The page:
The founders cared a lot about not creating too strong of a federal government, but also did not want to create too weak of a federal government as the government had essentially failed under the Articles of Confederation. To prevent a future failure the founders generally erred on the side of caution (stronger government), but put checks in the system to prevent abuse.

The Judicial Branch was not seen as that strong of a branch. It was not given the power to spend money nor to exercise force (technically bailiffs are court officers but this is not much). For example, the U.S. Marshals are an agency of the Executive Branch and are tasked with enforcing the Judicial rulings of the United States; however, this power is checked by the President as they are part of the Executive.

In recognition of this inherent weakness of the Judicial Branch, while at the same time importance of the branch in preserving liberty, Justices and Judges were given lifetime appointment. This allows them to withstand political pressures of the day and remain concerned with interpreting the law in an independent and just manner.

There is also a sense of finality to the Supreme Court. Once a constitutional issue is decided it remains the law of the land unless there is a constitutional amendment (not exactly that in practice, but in theory).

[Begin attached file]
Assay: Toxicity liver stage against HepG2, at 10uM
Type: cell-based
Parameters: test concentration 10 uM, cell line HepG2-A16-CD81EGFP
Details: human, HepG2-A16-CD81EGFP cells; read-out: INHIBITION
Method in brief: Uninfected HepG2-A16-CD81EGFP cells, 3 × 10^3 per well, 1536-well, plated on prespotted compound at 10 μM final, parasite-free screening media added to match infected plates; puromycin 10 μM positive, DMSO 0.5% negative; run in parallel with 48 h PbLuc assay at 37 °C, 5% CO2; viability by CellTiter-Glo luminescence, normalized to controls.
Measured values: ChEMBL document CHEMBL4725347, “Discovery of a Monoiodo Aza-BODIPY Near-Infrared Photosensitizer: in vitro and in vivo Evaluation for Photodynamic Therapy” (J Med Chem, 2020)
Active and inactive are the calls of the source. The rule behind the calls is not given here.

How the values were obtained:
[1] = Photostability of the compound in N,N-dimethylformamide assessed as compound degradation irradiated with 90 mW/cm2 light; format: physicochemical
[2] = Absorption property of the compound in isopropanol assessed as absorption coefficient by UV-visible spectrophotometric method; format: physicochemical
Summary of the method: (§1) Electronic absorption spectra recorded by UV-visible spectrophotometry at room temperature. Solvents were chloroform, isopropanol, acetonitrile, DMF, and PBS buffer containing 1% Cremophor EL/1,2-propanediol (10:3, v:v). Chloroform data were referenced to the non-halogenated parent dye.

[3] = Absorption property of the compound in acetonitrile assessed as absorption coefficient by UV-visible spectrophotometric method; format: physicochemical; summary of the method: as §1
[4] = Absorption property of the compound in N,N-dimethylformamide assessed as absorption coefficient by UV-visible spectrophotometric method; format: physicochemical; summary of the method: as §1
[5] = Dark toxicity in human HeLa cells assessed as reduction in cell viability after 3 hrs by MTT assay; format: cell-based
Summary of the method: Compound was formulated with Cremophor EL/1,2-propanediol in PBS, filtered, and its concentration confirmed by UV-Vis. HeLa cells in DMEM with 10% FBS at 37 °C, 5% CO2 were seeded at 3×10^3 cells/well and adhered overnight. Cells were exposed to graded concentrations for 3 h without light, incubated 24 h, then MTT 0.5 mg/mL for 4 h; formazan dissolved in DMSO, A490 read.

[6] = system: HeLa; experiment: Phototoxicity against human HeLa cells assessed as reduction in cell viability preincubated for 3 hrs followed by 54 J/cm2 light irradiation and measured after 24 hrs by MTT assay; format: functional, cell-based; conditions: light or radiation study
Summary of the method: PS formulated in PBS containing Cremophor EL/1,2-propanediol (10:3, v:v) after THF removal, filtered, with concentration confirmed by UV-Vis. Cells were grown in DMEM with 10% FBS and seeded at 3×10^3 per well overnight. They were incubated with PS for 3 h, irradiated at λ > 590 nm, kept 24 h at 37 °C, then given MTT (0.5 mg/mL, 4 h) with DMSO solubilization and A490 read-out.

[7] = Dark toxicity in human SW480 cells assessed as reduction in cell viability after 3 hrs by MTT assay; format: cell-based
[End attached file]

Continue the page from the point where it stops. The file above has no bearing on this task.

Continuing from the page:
The reason something similar to the Italian system was not adopted was because then a sufficiently motivated political alliance would be able to change the judges to their favor in a relatively small amount of time (9 years). The idea in the courts was not to balance the separate branches, but to create an entirely different branch composed from judges chosen by different administrations and in a sense generations.

In the United States this system allows the Justices of the Supreme Court and other courts to remain independent and most importantly issue relatively stable rulings throughout the years.

  • 4
    This answer could be improved by providing some sources for these statements.
    – Philipp
    Sep 18, 2018 at 15:25
  • @Philipp I am a bit busy at this moment, but will try to update within the next few days.